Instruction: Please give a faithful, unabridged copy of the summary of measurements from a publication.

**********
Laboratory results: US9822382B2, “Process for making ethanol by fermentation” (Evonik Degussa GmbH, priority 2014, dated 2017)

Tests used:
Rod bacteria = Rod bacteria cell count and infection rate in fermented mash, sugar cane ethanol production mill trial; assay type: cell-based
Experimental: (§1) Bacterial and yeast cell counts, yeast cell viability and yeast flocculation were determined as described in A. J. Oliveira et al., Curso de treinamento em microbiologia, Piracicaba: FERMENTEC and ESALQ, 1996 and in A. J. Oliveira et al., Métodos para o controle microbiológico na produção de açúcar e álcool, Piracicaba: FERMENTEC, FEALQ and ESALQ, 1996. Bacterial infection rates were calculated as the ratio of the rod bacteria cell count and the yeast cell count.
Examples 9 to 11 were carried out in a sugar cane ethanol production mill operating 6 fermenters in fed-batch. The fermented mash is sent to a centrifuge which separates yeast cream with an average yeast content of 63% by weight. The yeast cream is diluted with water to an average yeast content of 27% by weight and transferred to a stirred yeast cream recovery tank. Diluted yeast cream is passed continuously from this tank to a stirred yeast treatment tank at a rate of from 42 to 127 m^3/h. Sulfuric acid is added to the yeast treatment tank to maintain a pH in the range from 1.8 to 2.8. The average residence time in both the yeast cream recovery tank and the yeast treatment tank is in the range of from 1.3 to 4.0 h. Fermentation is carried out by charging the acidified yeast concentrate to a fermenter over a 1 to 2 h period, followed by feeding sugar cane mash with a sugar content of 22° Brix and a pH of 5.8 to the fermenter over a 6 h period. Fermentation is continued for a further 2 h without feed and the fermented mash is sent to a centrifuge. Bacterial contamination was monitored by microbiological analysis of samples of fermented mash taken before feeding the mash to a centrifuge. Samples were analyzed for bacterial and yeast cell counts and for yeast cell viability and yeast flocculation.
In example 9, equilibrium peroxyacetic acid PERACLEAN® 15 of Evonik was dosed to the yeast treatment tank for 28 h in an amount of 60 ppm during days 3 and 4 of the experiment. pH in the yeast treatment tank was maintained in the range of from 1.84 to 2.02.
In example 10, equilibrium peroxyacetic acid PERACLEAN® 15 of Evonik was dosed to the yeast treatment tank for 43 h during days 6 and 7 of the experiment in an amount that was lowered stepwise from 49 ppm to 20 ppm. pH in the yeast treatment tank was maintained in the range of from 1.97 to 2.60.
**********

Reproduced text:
Laboratory results: US9822382B2, “Process for making ethanol by fermentation” (Evonik Degussa GmbH, priority 2014, dated 2017)

Tests used:
Rod bacteria = Rod bacteria cell count and infection rate in fermented mash, sugar cane ethanol production mill trial; assay type: cell-based
Experimental: (§1) Bacterial and yeast cell counts, yeast cell viability and yeast flocculation were determined as described in A. J. Oliveira et al., Curso de treinamento em microbiologia, Piracicaba: FERMENTEC and ESALQ, 1996 and in A. J. Oliveira et al., Métodos para o controle microbiológico na produção de açúcar e álcool, Piracicaba: FERMENTEC, FEALQ and ESALQ, 1996. Bacterial infection rates were calculated as the ratio of the rod bacteria cell count and the yeast cell count.
Examples 9 to 11 were carried out in a sugar cane ethanol production mill operating 6 fermenters in fed-batch. The fermented mash is sent to a centrifuge which separates yeast cream with an average yeast content of 63% by weight. The yeast cream is diluted with water to an average yeast content of 27% by weight and transferred to a stirred yeast cream recovery tank. Diluted yeast cream is passed continuously from this tank to a stirred yeast treatment tank at a rate of from 42 to 127 m^3/h. Sulfuric acid is added to the yeast treatment tank to maintain a pH in the range from 1.8 to 2.8. The average residence time in both the yeast cream recovery tank and the yeast treatment tank is in the range of from 1.3 to 4.0 h. Fermentation is carried out by charging the acidified yeast concentrate to a fermenter over a 1 to 2 h period, followed by feeding sugar cane mash with a sugar content of 22° Brix and a pH of 5.8 to the fermenter over a 6 h period. Fermentation is continued for a further 2 h without feed and the fermented mash is sent to a centrifuge. Bacterial contamination was monitored by microbiological analysis of samples of fermented mash taken before feeding the mash to a centrifuge. Samples were analyzed for bacterial and yeast cell counts and for yeast cell viability and yeast flocculation.
In example 9, equilibrium peroxyacetic acid PERACLEAN® 15 of Evonik was dosed to the yeast treatment tank for 28 h in an amount of 60 ppm during days 3 and 4 of the experiment. pH in the yeast treatment tank was maintained in the range of from 1.84 to 2.02.
In example 10, equilibrium peroxyacetic acid PERACLEAN® 15 of Evonik was dosed to the yeast treatment tank for 43 h during days 6 and 7 of the experiment in an amount that was lowered stepwise from 49 ppm to 20 ppm. pH in the yeast treatment tank was maintained in the range of from 1.97 to 2.60.